Introduction Most studies of Precolumbian Maya trade and exchange base their inferences on the distribution of artefacts made of durable material such as ceramic, chert, obsidian, shell and jade. Charting the trade and exchange of plant products...
Problem Formulation and Historical Context Define Terminology and Relevance-Not Linguistic Formalism
In his response, Colin Renfrew retreats to a formalistic argument--Indo-European can only mean a language family. It has nothing to do whatsoever with institutions or religion. This statement simply writes off a whole academic discourse of Indo-European...
The Potential of Airborne Lidar for Detection of Archaeological Features under Woodland Canopies
Introduction For the last half century vertical and oblique aerial photography has been the mainstay of airborne archaeological reconnaissance. But, despite its immense success it does have certain limitations. In particular, lighting conditions...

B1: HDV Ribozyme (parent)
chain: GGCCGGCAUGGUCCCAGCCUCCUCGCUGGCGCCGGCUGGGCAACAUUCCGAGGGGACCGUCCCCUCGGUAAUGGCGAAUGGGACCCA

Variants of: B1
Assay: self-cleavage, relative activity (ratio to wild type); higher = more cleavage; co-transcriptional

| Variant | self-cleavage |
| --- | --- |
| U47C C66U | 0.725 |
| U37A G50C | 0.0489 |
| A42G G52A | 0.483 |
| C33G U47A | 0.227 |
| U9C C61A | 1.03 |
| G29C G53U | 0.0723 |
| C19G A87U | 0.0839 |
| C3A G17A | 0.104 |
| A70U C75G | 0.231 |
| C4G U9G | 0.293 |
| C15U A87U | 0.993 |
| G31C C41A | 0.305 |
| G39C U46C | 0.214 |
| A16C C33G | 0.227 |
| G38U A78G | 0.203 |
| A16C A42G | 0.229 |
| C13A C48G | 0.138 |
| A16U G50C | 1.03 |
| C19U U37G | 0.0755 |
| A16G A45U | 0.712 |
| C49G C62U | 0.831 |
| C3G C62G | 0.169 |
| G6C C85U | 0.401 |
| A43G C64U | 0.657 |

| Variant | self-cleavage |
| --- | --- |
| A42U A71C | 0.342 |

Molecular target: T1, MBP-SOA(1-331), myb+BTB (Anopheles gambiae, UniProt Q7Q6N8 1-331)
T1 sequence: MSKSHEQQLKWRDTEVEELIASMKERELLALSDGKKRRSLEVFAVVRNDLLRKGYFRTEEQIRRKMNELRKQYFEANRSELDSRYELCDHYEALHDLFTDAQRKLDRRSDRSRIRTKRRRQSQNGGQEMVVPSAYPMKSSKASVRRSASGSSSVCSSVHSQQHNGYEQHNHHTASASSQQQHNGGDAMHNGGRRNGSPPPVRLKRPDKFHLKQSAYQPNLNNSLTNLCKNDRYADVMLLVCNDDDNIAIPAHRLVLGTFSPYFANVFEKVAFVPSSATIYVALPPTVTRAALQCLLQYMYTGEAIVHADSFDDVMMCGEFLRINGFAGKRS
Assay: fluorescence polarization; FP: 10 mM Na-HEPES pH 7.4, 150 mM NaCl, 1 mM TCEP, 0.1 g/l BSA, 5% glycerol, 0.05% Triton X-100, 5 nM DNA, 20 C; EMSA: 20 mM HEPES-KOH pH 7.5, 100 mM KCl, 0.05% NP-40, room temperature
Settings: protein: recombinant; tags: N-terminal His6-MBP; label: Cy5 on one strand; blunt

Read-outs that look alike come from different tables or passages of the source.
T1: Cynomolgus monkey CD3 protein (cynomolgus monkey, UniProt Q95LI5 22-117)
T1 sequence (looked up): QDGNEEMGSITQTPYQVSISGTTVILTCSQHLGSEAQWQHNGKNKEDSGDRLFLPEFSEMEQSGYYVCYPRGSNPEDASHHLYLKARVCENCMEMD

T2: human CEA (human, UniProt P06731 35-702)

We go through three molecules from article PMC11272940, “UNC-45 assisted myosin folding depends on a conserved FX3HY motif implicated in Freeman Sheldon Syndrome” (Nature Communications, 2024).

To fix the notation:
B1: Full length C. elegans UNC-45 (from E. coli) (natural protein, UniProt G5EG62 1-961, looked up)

The Spread of Farming in the Eastern Adriatic
Introduction Great strides have been made in our understanding of the spread of farming in Europe, most recently through the integration and comparison of archaeological, linguistic and genetic evidence (e.g. Bellwood & Renfrew 2002; Ammerman...
Two Hiatuses in Human Bone Radiocarbon Dates in Britain (17 000 to 5000 Cal BP)
Introduction Examining radiocarbon estimates from c. 10 000-2000 [sup.14]C yr BP on human skeletal remains from cave sites in Britain, Chamberlain (1996) found an apparent gap at 7000-6000 [sup.14]C yr BP (with only one date in the 5999-5000 bracket)....
What Language Did Neolithic Pots Speak? Colin Renfrew's European Farming-Language-Dispersal Model Challenged
Introduction--the historical context Colin Renffew's book Archaeology and Language--the puzzle of Indo-European origins (Renfrew 1987, modified in 1999 and 2001) was a bold attempt to reopen the dialogue between two historical disciplines. The debate...
Wind-Towers and Pearl Fishing: Architectural Signals in the Late Nineteenth and Early Twentieth Century Arabian Gulf
Introduction The United Arab Emirates is a peninsular country located on the south-west side of the Arabian (Persian) Gulf and on the north-west banks of the Gulf of Oman (Figure 1). With an area of 83 600 square kilometres (Al Abed et al. 1996:...